It is now possible for more than one player to enter a ship. No longer are there empty chairs that can't be sat in, your friends and accomplices can jump on-board and fight directly alongside you. There are even roles, including the Helm who pilots the ship, the Gunner who handles firing operation, and Fighters who are deployed into battle in a separate, much smaller ship not too dissimilar from drones in EVE Online.
Also Read: An Overview Of Elite: Dangerous v2.2's Best Improvements
This is particularly beneficial in cases where you're piloting a large ship, such as the 900 ton Federal Corvette. It's always been a bit silly that these larger class ships equipped with more than a dozen hardpoints could only be commanded by a single player, but that's no longer the case.
Social interaction has been encouraged greatly with what is fundamentally a co-operative option. This ties together incredible well with the new character creator, which means that you will see the custom character of your friends when on-board a ship. A good chunk of the social emptiness of Elite: Dangerous has been cast away with these two additions.
You could argue that Elite: Dangerous is one of the most photogenic games on the market. While screenshot support and a free-moving camera have been supported in the past, what's been added in v2.3 goes well beyond what we've seen before.
There are now a total of 10 predefined interior and exterior camera angles for you to toggle between. This makes snapping epic moments and beautiful sights far easier than before, where you'd previously have to slowly position your camera into an angle using quirky controls. You can expect to see much better film-making from the game, and high quality fan YouTube videos as a result.
To ensure that screenshots of ship interiors are attractive, a lot of work has gone into remodeling inside each ship. As you look around inside of a ship you will notice a greater level of detail, made better by the new character models that inhabit these spaces.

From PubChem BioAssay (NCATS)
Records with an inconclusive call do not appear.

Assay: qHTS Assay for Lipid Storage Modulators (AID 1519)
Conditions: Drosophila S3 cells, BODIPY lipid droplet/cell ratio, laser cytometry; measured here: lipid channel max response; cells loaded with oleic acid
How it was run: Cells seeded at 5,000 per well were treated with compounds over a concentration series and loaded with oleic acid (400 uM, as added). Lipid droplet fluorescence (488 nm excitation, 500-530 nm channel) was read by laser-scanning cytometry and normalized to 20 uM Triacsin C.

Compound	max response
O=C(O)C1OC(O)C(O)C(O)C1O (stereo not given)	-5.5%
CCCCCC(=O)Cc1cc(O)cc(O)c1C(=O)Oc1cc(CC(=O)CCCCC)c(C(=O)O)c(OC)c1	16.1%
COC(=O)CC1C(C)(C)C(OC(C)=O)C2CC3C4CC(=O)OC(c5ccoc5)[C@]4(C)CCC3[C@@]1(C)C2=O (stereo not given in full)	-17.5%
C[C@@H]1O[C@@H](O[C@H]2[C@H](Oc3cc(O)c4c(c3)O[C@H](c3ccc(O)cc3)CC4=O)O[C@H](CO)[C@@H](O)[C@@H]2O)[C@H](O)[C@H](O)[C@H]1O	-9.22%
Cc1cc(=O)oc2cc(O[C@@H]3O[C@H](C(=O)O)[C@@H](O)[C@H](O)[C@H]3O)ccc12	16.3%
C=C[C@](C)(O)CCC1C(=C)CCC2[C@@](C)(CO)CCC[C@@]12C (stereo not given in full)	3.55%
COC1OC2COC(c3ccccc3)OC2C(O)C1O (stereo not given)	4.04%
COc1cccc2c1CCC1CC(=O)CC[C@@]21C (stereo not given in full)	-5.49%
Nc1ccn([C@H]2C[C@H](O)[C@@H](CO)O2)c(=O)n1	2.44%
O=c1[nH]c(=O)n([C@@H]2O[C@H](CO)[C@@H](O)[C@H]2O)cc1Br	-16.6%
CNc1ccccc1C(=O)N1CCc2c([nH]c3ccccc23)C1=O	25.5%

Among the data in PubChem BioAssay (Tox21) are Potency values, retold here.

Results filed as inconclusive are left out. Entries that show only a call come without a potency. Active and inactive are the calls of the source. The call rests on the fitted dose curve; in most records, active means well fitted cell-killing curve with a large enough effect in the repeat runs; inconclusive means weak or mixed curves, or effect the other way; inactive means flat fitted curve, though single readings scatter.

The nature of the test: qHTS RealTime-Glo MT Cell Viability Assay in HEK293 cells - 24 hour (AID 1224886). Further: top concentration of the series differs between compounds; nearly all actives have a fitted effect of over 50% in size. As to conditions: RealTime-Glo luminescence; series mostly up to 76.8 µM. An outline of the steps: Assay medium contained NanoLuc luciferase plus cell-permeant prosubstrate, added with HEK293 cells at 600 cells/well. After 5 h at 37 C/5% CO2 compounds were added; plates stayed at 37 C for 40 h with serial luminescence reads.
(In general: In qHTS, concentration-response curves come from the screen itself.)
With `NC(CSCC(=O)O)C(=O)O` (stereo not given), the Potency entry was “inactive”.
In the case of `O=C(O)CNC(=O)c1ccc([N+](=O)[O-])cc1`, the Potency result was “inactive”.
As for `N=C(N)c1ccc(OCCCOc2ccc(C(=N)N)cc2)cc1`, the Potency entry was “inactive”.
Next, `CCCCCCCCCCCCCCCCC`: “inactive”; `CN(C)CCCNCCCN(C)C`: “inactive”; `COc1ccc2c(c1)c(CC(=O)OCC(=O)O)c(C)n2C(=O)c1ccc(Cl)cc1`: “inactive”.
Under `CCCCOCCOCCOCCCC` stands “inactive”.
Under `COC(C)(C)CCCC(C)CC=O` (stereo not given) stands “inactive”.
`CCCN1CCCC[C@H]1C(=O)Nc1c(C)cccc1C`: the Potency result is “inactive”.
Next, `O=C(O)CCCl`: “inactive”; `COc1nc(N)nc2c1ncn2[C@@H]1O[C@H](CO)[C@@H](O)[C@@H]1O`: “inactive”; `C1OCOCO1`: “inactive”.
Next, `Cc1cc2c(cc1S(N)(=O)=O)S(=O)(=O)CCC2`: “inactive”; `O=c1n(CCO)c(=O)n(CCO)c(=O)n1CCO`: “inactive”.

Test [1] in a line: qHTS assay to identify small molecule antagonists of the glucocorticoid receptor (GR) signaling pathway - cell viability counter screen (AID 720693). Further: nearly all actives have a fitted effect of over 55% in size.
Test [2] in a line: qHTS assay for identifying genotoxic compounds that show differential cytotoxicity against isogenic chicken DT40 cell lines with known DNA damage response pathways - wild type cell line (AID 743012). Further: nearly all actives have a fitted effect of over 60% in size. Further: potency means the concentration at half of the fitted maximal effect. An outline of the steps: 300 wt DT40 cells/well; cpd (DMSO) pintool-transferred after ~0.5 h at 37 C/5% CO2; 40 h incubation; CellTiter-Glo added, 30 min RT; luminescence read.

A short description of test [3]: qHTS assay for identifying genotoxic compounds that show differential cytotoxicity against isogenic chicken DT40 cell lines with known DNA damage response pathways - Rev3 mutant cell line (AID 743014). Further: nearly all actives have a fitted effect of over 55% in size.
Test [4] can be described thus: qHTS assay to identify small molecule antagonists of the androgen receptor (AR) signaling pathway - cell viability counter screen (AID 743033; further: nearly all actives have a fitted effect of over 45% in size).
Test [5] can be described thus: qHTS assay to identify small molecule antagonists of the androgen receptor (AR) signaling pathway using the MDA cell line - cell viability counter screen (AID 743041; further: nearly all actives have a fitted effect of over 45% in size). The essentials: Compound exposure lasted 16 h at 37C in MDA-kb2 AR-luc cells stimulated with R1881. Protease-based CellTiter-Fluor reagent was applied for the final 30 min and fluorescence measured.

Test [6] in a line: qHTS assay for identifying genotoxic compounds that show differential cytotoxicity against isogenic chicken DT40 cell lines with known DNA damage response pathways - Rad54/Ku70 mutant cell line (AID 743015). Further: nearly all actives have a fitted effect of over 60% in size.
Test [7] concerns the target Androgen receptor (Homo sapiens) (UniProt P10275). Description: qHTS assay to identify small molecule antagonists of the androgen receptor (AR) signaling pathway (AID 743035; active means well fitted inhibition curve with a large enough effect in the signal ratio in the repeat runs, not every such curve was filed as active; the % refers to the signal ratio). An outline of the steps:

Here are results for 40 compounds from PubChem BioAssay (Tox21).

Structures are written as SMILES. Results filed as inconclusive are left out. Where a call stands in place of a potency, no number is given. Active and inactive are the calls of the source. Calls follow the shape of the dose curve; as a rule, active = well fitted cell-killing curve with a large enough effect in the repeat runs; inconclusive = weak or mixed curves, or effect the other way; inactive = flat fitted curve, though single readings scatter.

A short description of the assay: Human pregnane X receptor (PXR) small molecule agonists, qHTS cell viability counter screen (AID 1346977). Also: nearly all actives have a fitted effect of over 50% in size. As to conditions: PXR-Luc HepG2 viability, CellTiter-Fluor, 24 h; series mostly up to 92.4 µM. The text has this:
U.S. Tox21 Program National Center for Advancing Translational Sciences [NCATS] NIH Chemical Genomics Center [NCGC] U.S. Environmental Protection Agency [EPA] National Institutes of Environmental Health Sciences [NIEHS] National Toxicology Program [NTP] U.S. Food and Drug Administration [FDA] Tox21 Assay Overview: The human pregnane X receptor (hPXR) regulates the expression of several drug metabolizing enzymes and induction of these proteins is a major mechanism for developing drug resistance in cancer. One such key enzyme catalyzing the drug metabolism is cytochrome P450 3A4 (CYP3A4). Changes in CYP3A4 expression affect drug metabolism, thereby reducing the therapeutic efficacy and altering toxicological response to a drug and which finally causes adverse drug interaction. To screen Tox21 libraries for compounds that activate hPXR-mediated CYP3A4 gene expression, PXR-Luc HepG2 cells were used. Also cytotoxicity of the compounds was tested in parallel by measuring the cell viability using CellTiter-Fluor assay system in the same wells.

In addition to the three features highlighted above, there's also more to see and do in v2.3. This begins with all-new Incursion scenarios that range from Driver Challenge to Ship Launched Fighter Chalenge and even Speed Docking. Supporting them are new tourist beacons to further improve upon the tourism and VIP feature added in v2.2.
Perhaps the greatest addition in this category is a new asteroid base station. This provides greater diversity of stations to the game, this time with epic sights visible from the rings of various planets across the cosmos. Combined with the new camera suite, you can expect to see some tremendous images in the coming days.
Also Read: Elite: Dangerous' First Ever Alien Encounter Is Incredible
As usual, the patch notes include a line which states "new mysterious things added". This likely alludes to further evolution of the game's alien presence, something which has been reason for an incredible amount of discussion over the past year. You can bet that a portion of the game's population will be venturing from planet to planet looking for clues.
Unlike this update and all before it, the upcoming v2.4 patch has been kept secret from the community. It's unclear what it'll deliver to the game experience, but it's widely anticipated among players and should see a release this Summer.